Words of Comfort

By Suzanne

Saint Paul, who wrote one-third of the entire New Testament, suffered incredible persecutions for the work of the gospel. In his second letter to the church at Corinth, he wrote that some of the things he endured included being beaten with the lash and with clubs by Jewish leaders and Roman officials, he was shipwrecked, stoned almost to death, robbed, imprisoned, cold, naked, abandoned, betrayed by his friends, weakened by hunger and thirst, and he was constantly anxious for the welfare of all the churches he had planted (2 Corinthians 11:16-33).
He wrote, “Brothers and sisters, we don’t want you to be ignorant about the suffering we experienced in the province of Asia. It was so extreme that it was beyond our ability to endure. We even wondered if we could go on living. In fact, we still feel as if we’re under a death sentence. But we suffered so that we would stop trusting ourselves and learn to trust God, who brings the dead back to life. He has rescued us from a terrible death, and he will rescue us in the future. We are confident that he will continue to rescue us, since you are also joining to help us when you pray for us. Then many people will thank God for the favor he will show us because many people prayed for us” (2 Corinthians 1:8-11 GW).
Paul’s focus was not on how much he suffered but on the comfort that he received, and was able to give, through Jesus Christ. He understood that suffering is never what we ask for but that when it comes, God is always with us to comfort us and he will always turn what we suffer to the good.
Paul illustrated this when he wrote to the Corinthian believers, “Praise the God and Father of our Lord Jesus Christ! He is the Father who is compassionate and the God who gives comfort. He comforts us whenever we suffer. That is why whenever other people suffer, we are able to comfort them by using the same comfort we have received from God. Because Christ suffered so much for us, we can receive so much comfort from him. Besides, if we suffer, it brings you comfort and salvation. If we are comforted, we can effectively comfort you when you endure the same sufferings that we endure. We have confidence in you. We know that as you share our sufferings, you also share our comfort” (2 Corinthians 1:3-7 GW).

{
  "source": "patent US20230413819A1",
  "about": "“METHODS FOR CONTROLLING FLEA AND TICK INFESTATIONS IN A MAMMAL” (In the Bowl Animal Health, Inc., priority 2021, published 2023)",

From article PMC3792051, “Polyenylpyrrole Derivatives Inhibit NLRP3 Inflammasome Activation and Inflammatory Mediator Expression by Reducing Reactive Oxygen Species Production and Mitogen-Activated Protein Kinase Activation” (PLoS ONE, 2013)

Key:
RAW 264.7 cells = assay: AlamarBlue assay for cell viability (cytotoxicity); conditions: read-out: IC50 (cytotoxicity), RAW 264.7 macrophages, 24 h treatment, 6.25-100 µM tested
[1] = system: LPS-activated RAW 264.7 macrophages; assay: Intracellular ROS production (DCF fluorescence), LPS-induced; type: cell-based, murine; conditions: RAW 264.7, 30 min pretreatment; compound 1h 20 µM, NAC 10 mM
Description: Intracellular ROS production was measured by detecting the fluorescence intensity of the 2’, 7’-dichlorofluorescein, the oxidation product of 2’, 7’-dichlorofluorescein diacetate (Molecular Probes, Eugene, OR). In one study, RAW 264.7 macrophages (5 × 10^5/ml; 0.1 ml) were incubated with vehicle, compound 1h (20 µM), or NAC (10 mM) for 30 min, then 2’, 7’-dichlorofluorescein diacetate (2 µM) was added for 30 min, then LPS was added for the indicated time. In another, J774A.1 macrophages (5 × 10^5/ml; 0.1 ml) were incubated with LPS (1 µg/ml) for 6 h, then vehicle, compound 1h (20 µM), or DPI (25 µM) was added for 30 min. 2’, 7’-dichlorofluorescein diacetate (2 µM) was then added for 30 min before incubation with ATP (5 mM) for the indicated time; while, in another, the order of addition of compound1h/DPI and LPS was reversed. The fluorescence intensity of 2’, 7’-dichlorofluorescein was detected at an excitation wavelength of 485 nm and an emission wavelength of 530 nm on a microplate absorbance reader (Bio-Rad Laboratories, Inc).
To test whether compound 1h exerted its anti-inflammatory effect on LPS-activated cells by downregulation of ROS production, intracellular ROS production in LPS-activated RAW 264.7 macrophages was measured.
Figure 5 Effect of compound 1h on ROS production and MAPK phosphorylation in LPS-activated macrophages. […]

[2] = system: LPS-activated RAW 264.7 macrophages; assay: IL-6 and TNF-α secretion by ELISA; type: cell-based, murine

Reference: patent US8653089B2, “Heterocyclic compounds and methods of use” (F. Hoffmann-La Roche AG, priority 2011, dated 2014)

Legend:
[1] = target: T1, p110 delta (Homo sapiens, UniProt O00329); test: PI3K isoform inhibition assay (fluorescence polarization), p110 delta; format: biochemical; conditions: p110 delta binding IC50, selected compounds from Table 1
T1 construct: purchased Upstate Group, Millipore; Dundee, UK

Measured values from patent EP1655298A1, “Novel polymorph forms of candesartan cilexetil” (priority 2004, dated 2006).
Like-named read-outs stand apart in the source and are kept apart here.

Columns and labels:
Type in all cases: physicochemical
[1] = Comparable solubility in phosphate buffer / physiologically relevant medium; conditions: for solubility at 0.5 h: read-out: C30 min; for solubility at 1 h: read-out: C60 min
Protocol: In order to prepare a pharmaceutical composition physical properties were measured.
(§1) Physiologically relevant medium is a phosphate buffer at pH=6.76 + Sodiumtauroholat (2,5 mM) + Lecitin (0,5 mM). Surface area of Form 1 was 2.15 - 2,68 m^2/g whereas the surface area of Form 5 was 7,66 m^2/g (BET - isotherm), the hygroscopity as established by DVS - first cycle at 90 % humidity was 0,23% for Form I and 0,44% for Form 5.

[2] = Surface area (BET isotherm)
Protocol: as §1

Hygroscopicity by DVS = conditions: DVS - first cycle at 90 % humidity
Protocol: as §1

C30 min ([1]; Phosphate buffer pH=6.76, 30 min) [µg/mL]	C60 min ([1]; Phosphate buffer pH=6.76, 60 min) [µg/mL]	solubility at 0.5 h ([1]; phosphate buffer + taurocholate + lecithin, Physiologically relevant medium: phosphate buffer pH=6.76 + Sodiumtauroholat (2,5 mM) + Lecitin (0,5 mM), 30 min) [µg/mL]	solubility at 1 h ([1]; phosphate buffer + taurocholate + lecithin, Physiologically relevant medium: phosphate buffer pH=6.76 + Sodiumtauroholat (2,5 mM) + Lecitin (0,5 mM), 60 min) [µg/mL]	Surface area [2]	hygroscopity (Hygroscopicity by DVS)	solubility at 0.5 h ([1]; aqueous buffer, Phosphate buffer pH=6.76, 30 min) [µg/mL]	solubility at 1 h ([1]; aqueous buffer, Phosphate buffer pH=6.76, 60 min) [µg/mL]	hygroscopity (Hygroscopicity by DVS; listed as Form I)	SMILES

Beloveds, when we suffer, we know we have a Comforter who has experienced suffering as we have and who will never leave us nor forsake us. The God of all comfort has given us his Word to help us to endure times of trial. He does not leave us comfortless and he does not leave us as orphans. He abides with us, forever.
Like Paul, we have confidence in Christ, that even when we experience suffering, God is with us to see us through. He will use everything we endure to strengthen and shape us as instruments of his peace.
It is our prayer that these scriptures will comfort your hearts and encourage you to become a comfort to others, in Jesus’ name:
Blessed are those who mourn, for they shall be comforted (Matthew 5:4 ESV).
And after you have suffered a little while, the God of all grace, who has called you to his eternal glory in Christ, will himself restore, confirm, strengthen, and establish you (1 Peter 5:10 ESV).
Peace I leave with you, my peace I give unto you: not as the world giveth, give I unto you. Let not your heart be troubled, neither let it be afraid (John 14:27 KJV).
These things I have spoken unto you, that in me ye might have peace. In the world ye shall have tribulation: but be of good cheer; I have overcome the world (John 16:33 KJV).
Likewise the Spirit helps us in our weakness. For we do not know what to pray for as we ought, but the Spirit himself intercedes for us with groanings too deep for words… because the Spirit intercedes for the saints according to the will of God. And we know that for those who love God all things work together for good, for those who are called according to his purpose (Romans 8:26-28 ESV).
I know the plans that I have for you, declares the Lord. They are plans for peace and not disaster, plans to give you a future filled with hope (Jeremiah 29:11 GW).
 When you pass through the waters, I will be with you; and through the rivers, they shall not overwhelm you; when you walk through fire you shall not be burned, and the flame shall not consume you (Isaiah 43:2 ESV).
The steadfast love of the Lord never ceases; his mercies never come to an end; they are new every morning; great is your faithfulness (Lamentations 3:22-23 ESV).
Weeping may tarry for the night, but joy comes with the morning (Psalm 30:5b ESV).
The Lord is my light and my salvation; whom shall I fear? The Lord is the stronghold of my life; of whom shall I be afraid? (Psalm 27:1 ESV).
What then shall we say to these things? If God is for us, who can be against us? (Romans 8:31 ESV).
To appoint unto them that mourn in Zion, to give unto them beauty for ashes, the oil of joy for mourning, the garment of praise for the spirit of heaviness; that they might be called trees of righteousness, the planting of the Lord, that he might be glorified (Isaiah 61:3 ESV).


Who is to condemn? Christ Jesus is the one who died—more than that, who was raised—who is at the right hand of God, who indeed is interceding for us. Who shall separate us from the love of Christ? Shall tribulation, or distress, or persecution, or famine, or nakedness, or danger, or sword?
No, in all these things we are more than conquerors through him who loved us.  For I am sure that neither death nor life, nor angels nor rulers, nor things present nor things to come, nor powers, nor height nor depth, nor anything else in all creation, will be able to separate us from the love of God in Christ Jesus our Lord (Romans 8:34-39 ESV).


Wherefore comfort one another with these words (1 Thessalonians 4:18 KJV).